Classical Studies Personal Statement*
Submitted by Phoebe
For me, an understanding of Classical Studies is crucial for understanding the modern world. Whether it be literature, art, architecture or philosophy, the influence of the classical world reaches us in so many ways today.
Through a taster course at UCL, I found a real passion for the effect that classical literature has on societies. I particularly enjoyed learning about Roman drama and its parallels to Greek drama. The fact that Euripides' Electra and Medea were both adapted by Seneca intrigued me. It was fascinating to learn how the morals and themes in the Roman versions were modified to fit into a Roman society which was fundamentally different to the Greek audience for which they were originally written. For example, Euripides' portrayal of Medea shows that revenge was a part of being a hero. By contrast, Seneca portrays her in derogatory manner, taking pleasure in murdering her sons.Also in June, I attended a Classics master class at Cambridge University, where we further explored the different aspects of a Classical Studies degree. While both the history and literature aspects are compelling, it is Greek and Roman drama that have really captivated me. Sophocles' portrayal of family and love in Antigone is uniquely interesting. Antigone's refusal to let herself be intimidated by a man - no less a king - is conceptually fascinating, particularly in the historical context of a male-dominated society. That Antigone believes what she is doing is right and would die so her brother has a proper burial, is quite incredible for a piece written at this time.
In April 2017, I visited Pompeii and Herculaneum to further extend my knowledge of and interest in the lives of the citizens of these ancient towns. We navigated through the rocky streets of the towns, analysing the buildings, sympathising with the thousands of people who would have lost their lives there, learning how they lived, about the social and cultural functions of the amphitheatres and brothels. The House of the Faun was a personal favourite of mine, as it is incredibly well preserved, contains a marvellous mosaic depicting the battle between Alexander the Great and Darius III, in addition to the famous 'HAVE' mosaic near the entrance. The collection of poems called Come Close by Sappho has also become a subject of real fascination.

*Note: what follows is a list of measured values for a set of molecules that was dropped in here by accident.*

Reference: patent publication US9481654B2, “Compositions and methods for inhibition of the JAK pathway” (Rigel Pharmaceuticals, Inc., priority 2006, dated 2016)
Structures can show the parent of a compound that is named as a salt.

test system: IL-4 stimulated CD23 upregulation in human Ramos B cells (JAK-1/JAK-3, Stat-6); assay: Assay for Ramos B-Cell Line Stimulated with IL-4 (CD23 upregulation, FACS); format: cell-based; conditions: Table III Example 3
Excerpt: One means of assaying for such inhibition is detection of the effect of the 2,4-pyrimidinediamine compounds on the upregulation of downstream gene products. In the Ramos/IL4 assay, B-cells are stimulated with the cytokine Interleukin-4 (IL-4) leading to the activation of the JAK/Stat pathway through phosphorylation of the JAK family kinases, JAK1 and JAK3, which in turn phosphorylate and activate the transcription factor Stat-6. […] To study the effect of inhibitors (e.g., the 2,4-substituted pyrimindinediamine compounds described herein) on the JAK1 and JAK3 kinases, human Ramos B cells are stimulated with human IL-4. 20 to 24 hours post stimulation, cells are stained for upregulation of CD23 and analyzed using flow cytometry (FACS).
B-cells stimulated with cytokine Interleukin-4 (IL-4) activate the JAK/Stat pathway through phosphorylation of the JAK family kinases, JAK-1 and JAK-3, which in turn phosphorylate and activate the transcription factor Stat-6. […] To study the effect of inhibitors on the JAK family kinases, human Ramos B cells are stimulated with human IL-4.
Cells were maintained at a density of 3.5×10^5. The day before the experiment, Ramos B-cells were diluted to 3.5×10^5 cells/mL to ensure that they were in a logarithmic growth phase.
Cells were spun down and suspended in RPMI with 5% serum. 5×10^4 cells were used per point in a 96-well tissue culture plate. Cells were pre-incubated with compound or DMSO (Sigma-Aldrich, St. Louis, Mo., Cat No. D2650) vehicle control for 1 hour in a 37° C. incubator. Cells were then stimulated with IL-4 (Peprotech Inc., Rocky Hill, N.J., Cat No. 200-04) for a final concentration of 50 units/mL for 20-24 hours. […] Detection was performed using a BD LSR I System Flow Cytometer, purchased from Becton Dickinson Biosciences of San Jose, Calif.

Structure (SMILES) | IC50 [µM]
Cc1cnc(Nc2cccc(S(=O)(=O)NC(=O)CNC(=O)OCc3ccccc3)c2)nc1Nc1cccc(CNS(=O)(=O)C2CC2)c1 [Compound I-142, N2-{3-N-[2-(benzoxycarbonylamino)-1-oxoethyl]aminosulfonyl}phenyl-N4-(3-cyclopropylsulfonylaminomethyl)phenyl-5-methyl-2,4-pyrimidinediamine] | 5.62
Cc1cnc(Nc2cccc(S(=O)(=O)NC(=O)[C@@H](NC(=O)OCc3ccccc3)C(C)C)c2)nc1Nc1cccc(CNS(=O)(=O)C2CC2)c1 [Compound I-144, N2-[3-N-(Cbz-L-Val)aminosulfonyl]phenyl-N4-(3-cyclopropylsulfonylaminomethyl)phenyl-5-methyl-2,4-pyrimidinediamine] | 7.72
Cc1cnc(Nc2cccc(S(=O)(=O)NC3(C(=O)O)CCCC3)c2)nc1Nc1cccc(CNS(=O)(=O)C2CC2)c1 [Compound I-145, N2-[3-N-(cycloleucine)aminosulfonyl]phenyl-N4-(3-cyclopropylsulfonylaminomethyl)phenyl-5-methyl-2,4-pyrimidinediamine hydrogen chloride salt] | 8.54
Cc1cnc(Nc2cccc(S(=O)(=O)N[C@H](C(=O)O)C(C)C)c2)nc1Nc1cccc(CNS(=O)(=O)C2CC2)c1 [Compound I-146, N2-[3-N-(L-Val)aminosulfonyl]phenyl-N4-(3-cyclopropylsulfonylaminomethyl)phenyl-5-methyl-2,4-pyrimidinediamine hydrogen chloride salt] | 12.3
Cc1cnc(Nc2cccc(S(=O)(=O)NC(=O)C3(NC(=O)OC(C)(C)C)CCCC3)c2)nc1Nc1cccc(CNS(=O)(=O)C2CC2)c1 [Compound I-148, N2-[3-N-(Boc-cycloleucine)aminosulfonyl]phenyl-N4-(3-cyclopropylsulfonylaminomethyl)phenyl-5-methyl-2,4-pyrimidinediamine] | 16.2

I like the freedom of expression and the depiction of love and women in the poems. Although much of her poetry remains lost, and what remains is in fragmentary form, her poems still influence many writers of today. Moreover, the themes explored by her reach into many aspects of modern life, such as feminism, spirituality and gay issues too. In the time, female relationships were not explored in literary texts, making this group of poems unique and bringing a new spin to the portrayal of women, as they are seen as pure, feminine creatures rather than sexualised.
Beyond my schoolwork, I currently work at Costa Coffee, a job in which I have a professional qualification in as a barista. I have also developed my interest in film through this line of work, since the cafe is attached to a cinema. I like the way that films bring people together and can teach us all moral and political lessons in an accessible format. Moreover, I am interested by the parallels between the modern film industry and the theatre culture in the classical world.
In Ancient Greece and Rome, plays were an event that everyone who was deemed worthy could enjoy, bringing together people of all different classes, giving them a common interest and mutual cultural frames of reference. The film industry performs a similar function today, as it has done since the late 1920s when cinema first became a part of mass popular culture. Overall, I feel that I have both the aptitude for and the desire to study in this area to make me a good candidate for a place on this course. I hope very much that I can be given the opportunity to take this interest further at your institution.